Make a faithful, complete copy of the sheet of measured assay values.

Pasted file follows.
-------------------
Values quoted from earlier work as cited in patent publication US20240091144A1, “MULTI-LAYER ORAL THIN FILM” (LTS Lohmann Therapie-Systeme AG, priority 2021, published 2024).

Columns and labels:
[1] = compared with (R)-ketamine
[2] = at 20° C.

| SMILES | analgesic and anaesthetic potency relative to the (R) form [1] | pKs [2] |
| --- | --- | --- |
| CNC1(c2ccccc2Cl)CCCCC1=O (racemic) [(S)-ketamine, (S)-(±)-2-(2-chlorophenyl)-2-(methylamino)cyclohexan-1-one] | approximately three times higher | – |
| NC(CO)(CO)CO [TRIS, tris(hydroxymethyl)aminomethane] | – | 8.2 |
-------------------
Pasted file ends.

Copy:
Values quoted from earlier work as cited in patent publication US20240091144A1, “MULTI-LAYER ORAL THIN FILM” (LTS Lohmann Therapie-Systeme AG, priority 2021, published 2024).

Columns and labels:
[1] = compared with (R)-ketamine
[2] = at 20° C.

| SMILES | analgesic and anaesthetic potency relative to the (R) form [1] | pKs [2] |
| --- | --- | --- |
| CNC1(c2ccccc2Cl)CCCCC1=O (racemic) [(S)-ketamine, (S)-(±)-2-(2-chlorophenyl)-2-(methylamino)cyclohexan-1-one] | approximately three times higher | – |
| NC(CO)(CO)CO [TRIS, tris(hydroxymethyl)aminomethane] | – | 8.2 |